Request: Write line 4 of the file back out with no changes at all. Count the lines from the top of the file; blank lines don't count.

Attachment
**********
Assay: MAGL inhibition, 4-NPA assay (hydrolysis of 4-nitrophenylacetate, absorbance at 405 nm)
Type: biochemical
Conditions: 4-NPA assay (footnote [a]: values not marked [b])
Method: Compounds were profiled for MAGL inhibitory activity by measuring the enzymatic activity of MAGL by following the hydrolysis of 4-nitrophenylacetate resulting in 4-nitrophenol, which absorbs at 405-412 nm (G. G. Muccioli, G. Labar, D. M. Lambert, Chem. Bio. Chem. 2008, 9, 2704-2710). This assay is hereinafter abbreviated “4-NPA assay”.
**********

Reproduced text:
Method: Compounds were profiled for MAGL inhibitory activity by measuring the enzymatic activity of MAGL by following the hydrolysis of 4-nitrophenylacetate resulting in 4-nitrophenol, which absorbs at 405-412 nm (G. G. Muccioli, G. Labar, D. M. Lambert, Chem. Bio. Chem. 2008, 9, 2704-2710). This assay is hereinafter abbreviated “4-NPA assay”.